I will use a Mantis to mix compost into the garden before I plant.
     
  7. moonwolf

    moonwolf Well-Known Member

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    Rear Tine Troy Built 8 hp model has done a lot of my garden preparation.
    I tried the front tine, and it takes longer, with marginal results and nearly useless in hard clay soil. It was a toy compared to the Troy Built.
    I am trying to get away from tilling methods by lasagne type layer mulch gardening techniques, but when that tiller is needed, it sure does the job. The V hiller attachment is also useful for corn and potato cultivating.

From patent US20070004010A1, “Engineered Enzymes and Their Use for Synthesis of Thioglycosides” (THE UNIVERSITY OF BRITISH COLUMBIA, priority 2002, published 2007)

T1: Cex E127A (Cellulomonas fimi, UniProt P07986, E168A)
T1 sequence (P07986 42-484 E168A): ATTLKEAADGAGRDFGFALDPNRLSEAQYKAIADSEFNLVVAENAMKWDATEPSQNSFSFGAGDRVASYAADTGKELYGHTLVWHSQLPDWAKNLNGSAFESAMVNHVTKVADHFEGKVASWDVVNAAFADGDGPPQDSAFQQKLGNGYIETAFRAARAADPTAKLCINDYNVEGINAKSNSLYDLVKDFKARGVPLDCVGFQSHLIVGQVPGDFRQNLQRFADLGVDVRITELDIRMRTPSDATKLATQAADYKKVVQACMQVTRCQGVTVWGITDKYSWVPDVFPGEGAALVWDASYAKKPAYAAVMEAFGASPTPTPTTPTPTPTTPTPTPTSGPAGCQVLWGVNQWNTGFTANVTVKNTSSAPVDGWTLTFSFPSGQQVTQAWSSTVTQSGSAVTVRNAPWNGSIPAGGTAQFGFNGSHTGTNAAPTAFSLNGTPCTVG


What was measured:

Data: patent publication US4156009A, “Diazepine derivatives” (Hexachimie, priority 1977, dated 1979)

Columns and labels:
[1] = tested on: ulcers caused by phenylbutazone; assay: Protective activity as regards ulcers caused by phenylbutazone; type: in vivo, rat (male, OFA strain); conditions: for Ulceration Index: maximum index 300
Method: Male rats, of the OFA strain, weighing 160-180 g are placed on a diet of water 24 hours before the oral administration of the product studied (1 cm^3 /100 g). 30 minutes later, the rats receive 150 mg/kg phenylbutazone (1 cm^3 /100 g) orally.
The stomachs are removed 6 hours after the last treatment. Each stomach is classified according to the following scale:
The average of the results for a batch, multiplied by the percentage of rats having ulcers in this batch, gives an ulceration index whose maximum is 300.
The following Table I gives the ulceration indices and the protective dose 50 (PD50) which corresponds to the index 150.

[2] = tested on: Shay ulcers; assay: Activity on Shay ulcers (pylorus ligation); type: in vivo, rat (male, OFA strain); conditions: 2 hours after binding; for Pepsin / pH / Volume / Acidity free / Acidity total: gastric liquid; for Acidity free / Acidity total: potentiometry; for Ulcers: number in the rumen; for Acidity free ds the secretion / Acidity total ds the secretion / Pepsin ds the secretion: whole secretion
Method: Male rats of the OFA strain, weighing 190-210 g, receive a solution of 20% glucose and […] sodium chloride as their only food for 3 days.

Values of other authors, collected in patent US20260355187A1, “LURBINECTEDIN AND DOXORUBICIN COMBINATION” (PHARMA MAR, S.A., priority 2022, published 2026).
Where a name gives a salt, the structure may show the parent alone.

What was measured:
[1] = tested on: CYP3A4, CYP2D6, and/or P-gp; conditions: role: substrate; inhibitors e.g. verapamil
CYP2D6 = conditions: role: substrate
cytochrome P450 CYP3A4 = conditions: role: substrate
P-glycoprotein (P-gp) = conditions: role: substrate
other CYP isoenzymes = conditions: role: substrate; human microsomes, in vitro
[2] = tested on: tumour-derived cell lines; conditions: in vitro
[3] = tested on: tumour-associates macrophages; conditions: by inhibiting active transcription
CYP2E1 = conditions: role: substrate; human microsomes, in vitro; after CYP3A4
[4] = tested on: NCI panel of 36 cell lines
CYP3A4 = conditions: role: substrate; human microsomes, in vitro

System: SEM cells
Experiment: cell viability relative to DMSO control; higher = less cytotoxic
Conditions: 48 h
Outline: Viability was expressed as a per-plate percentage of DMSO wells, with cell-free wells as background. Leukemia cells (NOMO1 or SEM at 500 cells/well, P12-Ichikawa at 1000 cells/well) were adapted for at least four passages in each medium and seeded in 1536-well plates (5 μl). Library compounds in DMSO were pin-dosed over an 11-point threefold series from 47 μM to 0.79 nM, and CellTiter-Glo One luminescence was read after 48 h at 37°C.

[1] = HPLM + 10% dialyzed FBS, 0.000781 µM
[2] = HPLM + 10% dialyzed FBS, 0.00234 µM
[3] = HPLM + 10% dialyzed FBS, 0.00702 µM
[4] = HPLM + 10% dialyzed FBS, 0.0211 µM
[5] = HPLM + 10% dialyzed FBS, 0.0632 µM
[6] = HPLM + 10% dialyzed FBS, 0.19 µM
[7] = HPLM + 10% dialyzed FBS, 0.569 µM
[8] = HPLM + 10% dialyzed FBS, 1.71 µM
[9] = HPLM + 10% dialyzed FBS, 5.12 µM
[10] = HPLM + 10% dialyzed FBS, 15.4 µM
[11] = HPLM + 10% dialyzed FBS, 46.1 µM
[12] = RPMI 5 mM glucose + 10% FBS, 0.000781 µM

8. Ross

    Ross Moderator Staff Member Supporter

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    We have an Ariens rear tine which is a little fast for us. It's a definate improvemnt on the front tine verson though. Clay loam here with rocks, its nasty on most tillers. We just bought a tractor mounted field tiller so we'll use that for the initial pass and the rear tine to fine tune the seed beds.
     
  9. mistletoad

    mistletoad Well-Known Member Supporter

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    Pat, how do you keep your piggies in? Don't they root themselves right out of a moveable pen? To keep this on topic I will say we have a Husqvarna rear tined counter rotating tiller that does amazing things on our unbroken clay, I'm only 5' 4" but I can break new ground with it using just one hand to guide it. But, on a second pass the thing is much harder - wants to dig in rather than move forward.
    I love that it is self-propelled and has a reverse gear - we have rented tillers in the past that do not.
     
  10. Pat

    Pat Well-Known Member